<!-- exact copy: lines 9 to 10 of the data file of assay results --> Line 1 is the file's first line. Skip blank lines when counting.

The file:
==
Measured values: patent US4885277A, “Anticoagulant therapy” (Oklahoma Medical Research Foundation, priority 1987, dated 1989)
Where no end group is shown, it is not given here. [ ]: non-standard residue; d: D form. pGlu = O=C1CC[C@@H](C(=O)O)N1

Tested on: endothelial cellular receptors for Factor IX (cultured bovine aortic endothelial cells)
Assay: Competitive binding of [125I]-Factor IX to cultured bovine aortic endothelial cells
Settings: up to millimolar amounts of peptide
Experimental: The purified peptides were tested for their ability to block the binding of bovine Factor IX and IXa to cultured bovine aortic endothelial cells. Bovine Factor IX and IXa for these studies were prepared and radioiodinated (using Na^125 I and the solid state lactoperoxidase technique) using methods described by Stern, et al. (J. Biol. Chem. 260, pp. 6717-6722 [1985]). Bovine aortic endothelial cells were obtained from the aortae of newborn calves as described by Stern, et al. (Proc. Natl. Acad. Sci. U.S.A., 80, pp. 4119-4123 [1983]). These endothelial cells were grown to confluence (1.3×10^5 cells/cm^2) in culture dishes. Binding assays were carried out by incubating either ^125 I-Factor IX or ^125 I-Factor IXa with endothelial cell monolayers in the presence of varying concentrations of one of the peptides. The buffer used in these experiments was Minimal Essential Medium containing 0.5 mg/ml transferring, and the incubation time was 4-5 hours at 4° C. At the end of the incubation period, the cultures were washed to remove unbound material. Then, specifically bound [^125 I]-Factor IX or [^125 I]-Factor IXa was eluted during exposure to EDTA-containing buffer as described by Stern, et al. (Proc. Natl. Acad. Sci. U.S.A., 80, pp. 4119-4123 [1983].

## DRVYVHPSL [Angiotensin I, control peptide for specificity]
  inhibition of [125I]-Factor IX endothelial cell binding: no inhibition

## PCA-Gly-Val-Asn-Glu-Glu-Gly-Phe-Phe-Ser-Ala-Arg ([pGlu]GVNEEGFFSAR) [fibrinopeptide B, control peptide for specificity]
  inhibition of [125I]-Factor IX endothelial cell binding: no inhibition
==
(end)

## PCA-Gly-Val-Asn-Glu-Glu-Gly-Phe-Phe-Ser-Ala-Arg ([pGlu]GVNEEGFFSAR) [fibrinopeptide B, control peptide for specificity]
  inhibition of [125I]-Factor IX endothelial cell binding: no inhibition